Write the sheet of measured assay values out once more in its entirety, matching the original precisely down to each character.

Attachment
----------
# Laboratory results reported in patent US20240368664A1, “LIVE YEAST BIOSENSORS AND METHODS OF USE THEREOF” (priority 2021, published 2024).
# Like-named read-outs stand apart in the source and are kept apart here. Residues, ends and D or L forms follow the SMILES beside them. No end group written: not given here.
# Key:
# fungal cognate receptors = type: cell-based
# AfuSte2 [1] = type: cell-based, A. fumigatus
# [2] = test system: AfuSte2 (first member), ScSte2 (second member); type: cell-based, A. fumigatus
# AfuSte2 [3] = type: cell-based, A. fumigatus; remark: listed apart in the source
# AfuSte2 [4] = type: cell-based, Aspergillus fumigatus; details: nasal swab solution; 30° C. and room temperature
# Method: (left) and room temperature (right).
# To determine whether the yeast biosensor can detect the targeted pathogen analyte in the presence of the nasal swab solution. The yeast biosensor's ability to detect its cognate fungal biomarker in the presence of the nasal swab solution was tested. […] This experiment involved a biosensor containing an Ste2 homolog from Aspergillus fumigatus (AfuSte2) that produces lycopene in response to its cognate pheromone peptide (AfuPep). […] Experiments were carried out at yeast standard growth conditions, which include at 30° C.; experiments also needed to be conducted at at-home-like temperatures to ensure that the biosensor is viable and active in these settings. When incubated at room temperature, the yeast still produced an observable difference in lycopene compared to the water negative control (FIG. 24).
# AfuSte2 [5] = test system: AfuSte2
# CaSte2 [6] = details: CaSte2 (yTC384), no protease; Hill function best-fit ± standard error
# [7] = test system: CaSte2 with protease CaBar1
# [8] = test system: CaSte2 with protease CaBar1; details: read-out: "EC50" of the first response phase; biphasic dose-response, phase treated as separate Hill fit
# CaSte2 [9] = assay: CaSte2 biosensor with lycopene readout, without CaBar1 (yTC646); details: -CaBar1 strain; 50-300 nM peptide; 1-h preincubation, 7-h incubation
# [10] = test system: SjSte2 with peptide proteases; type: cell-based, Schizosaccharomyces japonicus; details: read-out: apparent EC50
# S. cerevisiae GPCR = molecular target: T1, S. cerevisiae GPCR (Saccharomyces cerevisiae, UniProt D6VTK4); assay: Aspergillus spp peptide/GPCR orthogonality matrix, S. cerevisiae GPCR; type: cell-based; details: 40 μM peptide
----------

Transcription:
# Laboratory results reported in patent US20240368664A1, “LIVE YEAST BIOSENSORS AND METHODS OF USE THEREOF” (priority 2021, published 2024).
# Like-named read-outs stand apart in the source and are kept apart here. Residues, ends and D or L forms follow the SMILES beside them. No end group written: not given here.
# Key:
# fungal cognate receptors = type: cell-based
# AfuSte2 [1] = type: cell-based, A. fumigatus
# [2] = test system: AfuSte2 (first member), ScSte2 (second member); type: cell-based, A. fumigatus
# AfuSte2 [3] = type: cell-based, A. fumigatus; remark: listed apart in the source
# AfuSte2 [4] = type: cell-based, Aspergillus fumigatus; details: nasal swab solution; 30° C. and room temperature
# Method: (left) and room temperature (right).
# To determine whether the yeast biosensor can detect the targeted pathogen analyte in the presence of the nasal swab solution. The yeast biosensor's ability to detect its cognate fungal biomarker in the presence of the nasal swab solution was tested. […] This experiment involved a biosensor containing an Ste2 homolog from Aspergillus fumigatus (AfuSte2) that produces lycopene in response to its cognate pheromone peptide (AfuPep). […] Experiments were carried out at yeast standard growth conditions, which include at 30° C.; experiments also needed to be conducted at at-home-like temperatures to ensure that the biosensor is viable and active in these settings. When incubated at room temperature, the yeast still produced an observable difference in lycopene compared to the water negative control (FIG. 24).
# AfuSte2 [5] = test system: AfuSte2
# CaSte2 [6] = details: CaSte2 (yTC384), no protease; Hill function best-fit ± standard error
# [7] = test system: CaSte2 with protease CaBar1
# [8] = test system: CaSte2 with protease CaBar1; details: read-out: "EC50" of the first response phase; biphasic dose-response, phase treated as separate Hill fit
# CaSte2 [9] = assay: CaSte2 biosensor with lycopene readout, without CaBar1 (yTC646); details: -CaBar1 strain; 50-300 nM peptide; 1-h preincubation, 7-h incubation
# [10] = test system: SjSte2 with peptide proteases; type: cell-based, Schizosaccharomyces japonicus; details: read-out: apparent EC50
# S. cerevisiae GPCR = molecular target: T1, S. cerevisiae GPCR (Saccharomyces cerevisiae, UniProt D6VTK4); assay: Aspergillus spp peptide/GPCR orthogonality matrix, S. cerevisiae GPCR; type: cell-based; details: 40 μM peptide